Volkswagen electric vehicle interiors are to feature increased proportions of recycled materials, for example, seat covers will be made from collected marine debris (10%) and recycled plastic bottles (90%). This material is already in use in the Volkswagen ID. Buzz, and it will be rolled out to ID.3, ID.4, ID.5, and ID.7 during 2023.
Using such recycled materials results in the CO2 emissions from production being almost one-third lower than for conventional cover materials.
The surfaces of the headliner and floor covering in the ID. Buzz is made completely from recycled polyester, and recycled plastics can also be found in the insulating layer of the carpet. The same applies to components such as the under-body cladding and the wheel housing liners.
Plastic waste materials such as bottles and old fishing nets are processed into granulates and can then be reused. Depending on requirements, components can be made using fully recycled materials or just a small proportion.
Volkswagen stresses that re-used materials in the interior must always offer the same characteristics as conventional ones – this applies to both their look and feel as well as to their durability and longevity.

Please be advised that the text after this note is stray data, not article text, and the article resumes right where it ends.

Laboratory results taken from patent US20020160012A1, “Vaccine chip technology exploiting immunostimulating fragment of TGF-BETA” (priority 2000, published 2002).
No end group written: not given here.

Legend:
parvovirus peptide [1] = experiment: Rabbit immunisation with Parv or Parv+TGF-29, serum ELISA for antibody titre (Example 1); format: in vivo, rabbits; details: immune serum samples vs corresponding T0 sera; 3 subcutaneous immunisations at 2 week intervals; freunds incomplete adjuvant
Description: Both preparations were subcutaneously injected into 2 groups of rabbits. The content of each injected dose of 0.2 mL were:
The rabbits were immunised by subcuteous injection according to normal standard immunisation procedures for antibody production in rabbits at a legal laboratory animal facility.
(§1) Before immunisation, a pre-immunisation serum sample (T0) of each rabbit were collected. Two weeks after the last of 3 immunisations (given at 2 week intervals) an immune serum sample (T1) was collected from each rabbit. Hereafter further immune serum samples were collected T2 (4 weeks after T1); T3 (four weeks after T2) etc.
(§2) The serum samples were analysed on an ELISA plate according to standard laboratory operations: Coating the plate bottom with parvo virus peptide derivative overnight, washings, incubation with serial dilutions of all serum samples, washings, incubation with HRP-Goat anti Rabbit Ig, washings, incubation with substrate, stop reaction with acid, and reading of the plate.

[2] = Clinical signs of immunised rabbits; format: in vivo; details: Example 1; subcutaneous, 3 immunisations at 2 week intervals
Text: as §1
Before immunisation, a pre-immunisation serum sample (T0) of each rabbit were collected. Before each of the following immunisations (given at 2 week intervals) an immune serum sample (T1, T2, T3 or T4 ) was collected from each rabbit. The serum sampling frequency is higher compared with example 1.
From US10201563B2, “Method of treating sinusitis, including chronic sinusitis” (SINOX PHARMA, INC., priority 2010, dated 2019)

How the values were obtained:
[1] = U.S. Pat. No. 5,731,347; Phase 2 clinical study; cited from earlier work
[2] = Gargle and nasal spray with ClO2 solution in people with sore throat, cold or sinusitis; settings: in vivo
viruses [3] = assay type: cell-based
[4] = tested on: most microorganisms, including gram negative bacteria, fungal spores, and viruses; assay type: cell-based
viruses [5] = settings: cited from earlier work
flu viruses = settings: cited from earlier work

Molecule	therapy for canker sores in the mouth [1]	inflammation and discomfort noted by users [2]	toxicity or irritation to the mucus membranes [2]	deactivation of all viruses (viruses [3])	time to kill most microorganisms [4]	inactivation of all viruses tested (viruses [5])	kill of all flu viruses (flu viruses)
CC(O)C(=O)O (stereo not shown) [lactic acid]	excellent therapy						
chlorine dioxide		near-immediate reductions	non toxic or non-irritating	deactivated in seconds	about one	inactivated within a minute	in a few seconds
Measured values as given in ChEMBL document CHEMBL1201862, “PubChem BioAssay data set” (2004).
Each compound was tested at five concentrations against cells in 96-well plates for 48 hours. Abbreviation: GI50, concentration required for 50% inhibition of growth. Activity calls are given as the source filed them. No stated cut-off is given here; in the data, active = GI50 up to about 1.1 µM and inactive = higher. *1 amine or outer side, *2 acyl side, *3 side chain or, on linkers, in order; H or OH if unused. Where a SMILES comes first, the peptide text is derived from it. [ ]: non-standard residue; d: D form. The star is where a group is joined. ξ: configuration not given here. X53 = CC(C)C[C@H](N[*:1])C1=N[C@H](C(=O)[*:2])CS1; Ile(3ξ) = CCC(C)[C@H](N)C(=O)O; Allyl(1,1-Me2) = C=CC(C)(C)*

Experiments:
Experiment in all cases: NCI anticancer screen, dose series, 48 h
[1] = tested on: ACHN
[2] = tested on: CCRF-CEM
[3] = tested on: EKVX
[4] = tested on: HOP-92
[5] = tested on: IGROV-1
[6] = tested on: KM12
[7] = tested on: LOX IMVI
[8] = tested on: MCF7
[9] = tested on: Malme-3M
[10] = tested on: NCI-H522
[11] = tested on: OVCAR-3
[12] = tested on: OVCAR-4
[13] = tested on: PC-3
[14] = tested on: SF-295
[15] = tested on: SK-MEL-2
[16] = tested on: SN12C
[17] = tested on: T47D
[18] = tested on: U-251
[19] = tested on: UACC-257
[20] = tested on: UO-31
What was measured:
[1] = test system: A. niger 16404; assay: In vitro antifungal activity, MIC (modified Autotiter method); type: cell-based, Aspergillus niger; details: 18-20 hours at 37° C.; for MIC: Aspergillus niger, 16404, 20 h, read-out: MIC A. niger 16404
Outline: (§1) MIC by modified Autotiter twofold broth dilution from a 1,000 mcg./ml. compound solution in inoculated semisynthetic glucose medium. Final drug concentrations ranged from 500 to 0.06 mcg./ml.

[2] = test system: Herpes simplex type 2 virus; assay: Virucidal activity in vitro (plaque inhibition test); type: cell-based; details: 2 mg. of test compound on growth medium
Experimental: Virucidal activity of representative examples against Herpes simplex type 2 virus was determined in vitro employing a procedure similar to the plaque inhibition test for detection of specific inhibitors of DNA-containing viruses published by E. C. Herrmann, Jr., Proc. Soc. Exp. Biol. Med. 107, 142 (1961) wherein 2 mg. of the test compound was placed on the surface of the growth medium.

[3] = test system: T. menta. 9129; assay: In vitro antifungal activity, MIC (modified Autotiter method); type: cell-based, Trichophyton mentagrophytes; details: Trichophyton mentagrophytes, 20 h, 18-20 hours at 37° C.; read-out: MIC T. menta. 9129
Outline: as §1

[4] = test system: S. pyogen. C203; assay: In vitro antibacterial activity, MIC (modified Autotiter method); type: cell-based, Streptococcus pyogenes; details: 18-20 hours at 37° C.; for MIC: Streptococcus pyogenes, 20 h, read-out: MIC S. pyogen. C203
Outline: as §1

Volkswagen also no longer uses chrome for trim parts on the doors, instrument panel, and steering wheel clip of the ID. Buzz because the production of chrome harms the environment. Chrome has been replaced by liquid paint with a chrome look that has a bio-based binder.
By 2030, Volkswagen is aiming to cut carbon emissions per vehicle by 40 percent, and the company plans to have a climate-neutral balance by 2050 at the latest. To achieve these goals, VW analyses and optimizes the complete vehicle life cycle: from basic research, through development and production, up to end-of-life recycling. Volkswagen also strives to realize closed material cycles for all the raw materials used.
In 2022 Volkswagen handed over more than 330,000 all-electric vehicles to customers worldwide.